History of Spoken Chinese

Unlike PIE (the proto-Indo-European language reconstructed by linguists), proto-Sino-Tibetan has proved very difficult to reconstruct. The Chinese spoken and written today is quite old by European standards - around two thousand years of development with ample written records. But earlier developments have proved evasive, particularly on the Tibeto-Burman side of the family.

Chinese itself is often categorized after the work of Swedish linguist Bernhard Karlgren at the beginning of the 20th century. "Old Chinese" (上古漢語; Shànggǔ Hànyǔ) was spoken during the early and middle Zhöu Dynasty (1122 BCE to 256 BCE). Available texts range from bronze inscriptions, to poetry, to the earliest known manuscript of the I Ching (Yìjīng). Part of this period encompasses the writings of the great sages, like Confucius. The phonetic elements of modern characters help give hints about how Old Chinese was pronounced. Tones had probably not yet come into the language, but heavy aspiration was used to tell the difference between similar sounds.

"Middle Chinese" (中古漢語; Zhōnggǔ Hànyǔ) was used in the 6th through 10th centuries CE (during the dynasties of Suí, Táng, and Sòng). The “ early period” can be discerned from the rhyme table known as 切韻; Qièyùn (601 AD). A “late period” is represented by the rhyme table knows as 廣韻;

Guǎngyùn (10th century). Rhyme tables were manuscripts that listed characters in their order of "rhyming" (usually because the vowels were the same), and they show which characters sounded like which other characters in common speech.

In spite of all the risks involved in reconstructing the sounds of a bygone culture from scraps of evidence, linguists are fairly certain that they have figured out how Middle Chinese was spoken. Assistance has come from the rhyming tables, and also from contemporaneous foreign transliterations, Chinese importations of foreign words, and modern dialect evolutions.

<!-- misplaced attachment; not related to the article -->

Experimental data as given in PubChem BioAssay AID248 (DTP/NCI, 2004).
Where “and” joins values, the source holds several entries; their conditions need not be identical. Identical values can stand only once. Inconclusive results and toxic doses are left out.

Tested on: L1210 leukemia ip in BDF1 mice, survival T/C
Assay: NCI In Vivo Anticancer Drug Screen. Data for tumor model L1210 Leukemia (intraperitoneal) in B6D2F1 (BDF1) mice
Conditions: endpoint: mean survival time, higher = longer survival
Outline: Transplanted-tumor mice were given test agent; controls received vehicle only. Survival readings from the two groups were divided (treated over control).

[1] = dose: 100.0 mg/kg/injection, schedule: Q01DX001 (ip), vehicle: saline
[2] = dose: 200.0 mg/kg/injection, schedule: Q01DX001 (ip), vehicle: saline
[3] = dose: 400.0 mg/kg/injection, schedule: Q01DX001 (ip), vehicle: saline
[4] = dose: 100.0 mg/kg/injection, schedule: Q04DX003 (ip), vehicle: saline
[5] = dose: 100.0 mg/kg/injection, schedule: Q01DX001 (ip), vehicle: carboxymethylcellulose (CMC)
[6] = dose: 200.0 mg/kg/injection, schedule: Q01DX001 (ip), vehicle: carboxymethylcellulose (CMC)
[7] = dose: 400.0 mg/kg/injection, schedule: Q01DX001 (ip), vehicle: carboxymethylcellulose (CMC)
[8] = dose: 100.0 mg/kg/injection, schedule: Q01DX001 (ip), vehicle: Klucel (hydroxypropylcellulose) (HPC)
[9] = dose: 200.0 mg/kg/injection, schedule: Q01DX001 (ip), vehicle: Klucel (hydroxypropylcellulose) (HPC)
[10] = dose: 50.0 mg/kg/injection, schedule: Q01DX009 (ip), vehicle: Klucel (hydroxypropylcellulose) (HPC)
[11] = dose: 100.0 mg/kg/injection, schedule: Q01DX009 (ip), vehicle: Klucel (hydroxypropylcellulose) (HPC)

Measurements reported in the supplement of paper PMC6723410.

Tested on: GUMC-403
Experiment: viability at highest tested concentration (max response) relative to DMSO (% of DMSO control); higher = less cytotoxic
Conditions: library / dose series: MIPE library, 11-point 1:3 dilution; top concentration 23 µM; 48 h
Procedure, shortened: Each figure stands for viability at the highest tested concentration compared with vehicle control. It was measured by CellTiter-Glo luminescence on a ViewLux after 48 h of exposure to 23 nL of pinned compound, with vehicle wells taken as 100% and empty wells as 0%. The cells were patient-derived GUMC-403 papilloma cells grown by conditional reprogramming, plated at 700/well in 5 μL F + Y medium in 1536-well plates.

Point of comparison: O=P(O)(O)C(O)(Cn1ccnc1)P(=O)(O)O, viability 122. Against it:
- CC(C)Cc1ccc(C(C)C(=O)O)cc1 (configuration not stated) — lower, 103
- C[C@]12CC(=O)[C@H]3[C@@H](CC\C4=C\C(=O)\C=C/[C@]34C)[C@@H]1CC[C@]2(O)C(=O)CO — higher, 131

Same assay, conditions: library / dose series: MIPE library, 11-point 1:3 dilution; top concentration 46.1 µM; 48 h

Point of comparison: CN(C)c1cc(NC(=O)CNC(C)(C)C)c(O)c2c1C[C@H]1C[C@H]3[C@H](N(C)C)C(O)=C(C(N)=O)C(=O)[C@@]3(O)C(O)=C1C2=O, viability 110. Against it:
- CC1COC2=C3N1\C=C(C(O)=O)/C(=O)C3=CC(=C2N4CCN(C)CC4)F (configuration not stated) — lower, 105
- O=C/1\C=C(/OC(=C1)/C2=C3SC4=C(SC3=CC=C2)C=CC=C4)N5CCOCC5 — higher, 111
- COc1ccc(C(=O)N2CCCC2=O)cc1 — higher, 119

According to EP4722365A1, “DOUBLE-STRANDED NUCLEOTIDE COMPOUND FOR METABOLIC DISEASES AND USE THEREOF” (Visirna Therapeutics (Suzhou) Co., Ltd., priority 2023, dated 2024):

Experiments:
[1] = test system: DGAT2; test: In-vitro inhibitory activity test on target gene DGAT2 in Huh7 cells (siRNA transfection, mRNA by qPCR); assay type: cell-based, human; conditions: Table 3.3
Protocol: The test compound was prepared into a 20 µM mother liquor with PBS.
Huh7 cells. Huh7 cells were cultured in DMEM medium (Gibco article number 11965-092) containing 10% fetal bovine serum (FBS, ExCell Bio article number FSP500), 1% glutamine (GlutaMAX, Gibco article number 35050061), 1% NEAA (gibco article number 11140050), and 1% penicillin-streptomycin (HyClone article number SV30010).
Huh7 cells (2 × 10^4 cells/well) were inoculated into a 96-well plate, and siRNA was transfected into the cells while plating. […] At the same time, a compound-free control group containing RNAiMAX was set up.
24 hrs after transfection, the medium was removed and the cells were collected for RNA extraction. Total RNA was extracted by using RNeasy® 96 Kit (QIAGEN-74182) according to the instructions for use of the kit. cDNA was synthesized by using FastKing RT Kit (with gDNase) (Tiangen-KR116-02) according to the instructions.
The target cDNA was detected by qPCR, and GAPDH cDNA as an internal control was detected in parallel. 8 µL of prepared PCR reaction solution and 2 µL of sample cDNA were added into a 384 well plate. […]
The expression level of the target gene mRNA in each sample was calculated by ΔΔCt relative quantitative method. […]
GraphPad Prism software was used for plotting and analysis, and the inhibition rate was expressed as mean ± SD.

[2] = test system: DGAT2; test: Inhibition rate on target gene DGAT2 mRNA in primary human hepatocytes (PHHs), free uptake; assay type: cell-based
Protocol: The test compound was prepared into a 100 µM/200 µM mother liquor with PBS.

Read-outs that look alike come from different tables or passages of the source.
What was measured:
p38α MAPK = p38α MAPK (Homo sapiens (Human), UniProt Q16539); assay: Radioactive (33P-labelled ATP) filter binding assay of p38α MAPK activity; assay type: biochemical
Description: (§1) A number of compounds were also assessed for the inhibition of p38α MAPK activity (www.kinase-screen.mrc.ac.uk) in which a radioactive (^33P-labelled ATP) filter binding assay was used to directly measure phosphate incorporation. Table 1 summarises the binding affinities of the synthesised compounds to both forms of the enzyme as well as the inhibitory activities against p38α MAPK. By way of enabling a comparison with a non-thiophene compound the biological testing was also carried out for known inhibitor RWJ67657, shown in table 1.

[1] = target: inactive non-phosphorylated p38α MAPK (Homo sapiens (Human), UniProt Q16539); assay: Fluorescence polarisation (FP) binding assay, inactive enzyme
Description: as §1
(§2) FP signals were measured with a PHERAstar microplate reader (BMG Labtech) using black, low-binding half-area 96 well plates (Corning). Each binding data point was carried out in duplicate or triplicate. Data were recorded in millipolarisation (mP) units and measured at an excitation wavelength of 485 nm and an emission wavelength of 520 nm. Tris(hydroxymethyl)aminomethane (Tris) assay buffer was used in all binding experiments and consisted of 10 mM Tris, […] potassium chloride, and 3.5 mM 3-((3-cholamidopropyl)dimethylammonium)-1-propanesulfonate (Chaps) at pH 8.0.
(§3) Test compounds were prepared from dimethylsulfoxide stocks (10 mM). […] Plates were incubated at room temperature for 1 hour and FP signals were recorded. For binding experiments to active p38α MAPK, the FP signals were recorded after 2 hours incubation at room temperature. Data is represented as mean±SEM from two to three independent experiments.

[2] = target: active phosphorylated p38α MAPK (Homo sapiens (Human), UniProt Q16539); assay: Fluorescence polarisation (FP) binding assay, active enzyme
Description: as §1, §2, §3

Over the centuries, Mandarin came to be spoken by the preponderance of Han Chinese. This is because the topography of China favors travel, migration and inter-mixing of ethnic cultures in a broad expanse from the northeast (Manchuria) to the southwest (Yunnan), passing through SìchuÄn. These plains provided few barriers to cultural interaction and political integration (mainly by conquest). To the west of this band of open plains lived other peoples unrelated to the Han Chinese (like Tibetans, for example, to the west of Yunnan in the South, the Siberian tribes and the Mongols in the northwest). The remaining areas of China, to the east and south towards the coast, had a different topography, divided into smaller neighborhoods by rivers and mountains. Thus the remaining 20% of the Han Chinese spoke local dialects.

The Ming dynasty in the 14th to 17th centuries, succeeded a Mongol rule (Yuan dynasty) and was ultimately replaced by the Manchurian Qing dynasty. Nanjing was made a capital city, together with Beijing ("Bei" meaning "north" and "Nan" being "south"). During this time "Nanjing Mandarin" became a "lingua franca" for most of the northern and western provinces of China. Ultimately Beijing fell to the Manchurians (1644) and Nanking followed (1662), but the influence of Mandarin continued, even with the rule of the Manchu-speaking Qing rulers. They set up their capital in Beijing. Academies were established in the hopes of training everyone to speak according to Beijing's standard for Mandarin. Beijing Mandarin replaced Nanking Mandarin as the court's language, but it was not until late in the 19th century.

Thus, Beijing Mandarin finally became the official language late in the Qing empire, but the provinces to the south and east continued with their own versions of spoken Chinese, most of which were unintelligible to the officials.

By the middle of the 20th century, compulsory education became a feature of Chinese life, not only in the People's Republic, but also in Taiwan (or the Republic of China as it was then called). Hong Kong remained an independent British protectorate, and installed no such system. Part of compulsory education was the learning of "standard Mandarin." Taiwan also adopted Mandarin as the standard for instruction. In Hong Kong and Macau, standard Cantonese was adopted officially.